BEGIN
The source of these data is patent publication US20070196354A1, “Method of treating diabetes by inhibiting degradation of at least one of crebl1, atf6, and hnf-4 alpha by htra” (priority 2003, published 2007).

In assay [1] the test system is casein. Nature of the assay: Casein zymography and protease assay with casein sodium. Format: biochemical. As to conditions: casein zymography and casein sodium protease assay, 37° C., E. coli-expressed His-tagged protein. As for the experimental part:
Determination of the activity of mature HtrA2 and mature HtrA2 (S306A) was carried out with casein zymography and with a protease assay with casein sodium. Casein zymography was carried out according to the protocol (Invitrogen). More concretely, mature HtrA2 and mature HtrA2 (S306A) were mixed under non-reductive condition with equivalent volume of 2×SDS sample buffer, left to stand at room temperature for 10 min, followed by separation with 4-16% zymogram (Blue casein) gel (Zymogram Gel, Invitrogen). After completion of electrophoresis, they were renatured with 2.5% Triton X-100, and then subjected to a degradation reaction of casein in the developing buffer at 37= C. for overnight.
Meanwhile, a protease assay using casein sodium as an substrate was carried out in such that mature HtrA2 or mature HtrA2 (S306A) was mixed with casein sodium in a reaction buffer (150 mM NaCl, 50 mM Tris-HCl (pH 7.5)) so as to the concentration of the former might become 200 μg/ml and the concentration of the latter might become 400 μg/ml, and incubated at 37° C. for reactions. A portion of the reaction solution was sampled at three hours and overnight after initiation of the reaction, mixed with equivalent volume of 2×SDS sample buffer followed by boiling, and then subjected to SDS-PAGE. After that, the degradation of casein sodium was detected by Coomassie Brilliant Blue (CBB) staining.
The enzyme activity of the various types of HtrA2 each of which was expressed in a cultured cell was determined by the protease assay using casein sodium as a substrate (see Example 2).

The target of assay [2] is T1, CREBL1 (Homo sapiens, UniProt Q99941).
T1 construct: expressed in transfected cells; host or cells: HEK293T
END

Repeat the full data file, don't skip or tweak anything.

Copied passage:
The source of these data is patent publication US20070196354A1, “Method of treating diabetes by inhibiting degradation of at least one of crebl1, atf6, and hnf-4 alpha by htra” (priority 2003, published 2007).

In assay [1] the test system is casein. Nature of the assay: Casein zymography and protease assay with casein sodium. Format: biochemical. As to conditions: casein zymography and casein sodium protease assay, 37° C., E. coli-expressed His-tagged protein. As for the experimental part:
Determination of the activity of mature HtrA2 and mature HtrA2 (S306A) was carried out with casein zymography and with a protease assay with casein sodium. Casein zymography was carried out according to the protocol (Invitrogen). More concretely, mature HtrA2 and mature HtrA2 (S306A) were mixed under non-reductive condition with equivalent volume of 2×SDS sample buffer, left to stand at room temperature for 10 min, followed by separation with 4-16% zymogram (Blue casein) gel (Zymogram Gel, Invitrogen). After completion of electrophoresis, they were renatured with 2.5% Triton X-100, and then subjected to a degradation reaction of casein in the developing buffer at 37= C. for overnight.
Meanwhile, a protease assay using casein sodium as an substrate was carried out in such that mature HtrA2 or mature HtrA2 (S306A) was mixed with casein sodium in a reaction buffer (150 mM NaCl, 50 mM Tris-HCl (pH 7.5)) so as to the concentration of the former might become 200 μg/ml and the concentration of the latter might become 400 μg/ml, and incubated at 37° C. for reactions. A portion of the reaction solution was sampled at three hours and overnight after initiation of the reaction, mixed with equivalent volume of 2×SDS sample buffer followed by boiling, and then subjected to SDS-PAGE. After that, the degradation of casein sodium was detected by Coomassie Brilliant Blue (CBB) staining.
The enzyme activity of the various types of HtrA2 each of which was expressed in a cultured cell was determined by the protease assay using casein sodium as a substrate (see Example 2).

The target of assay [2] is T1, CREBL1 (Homo sapiens, UniProt Q99941).
T1 construct: expressed in transfected cells; host or cells: HEK293T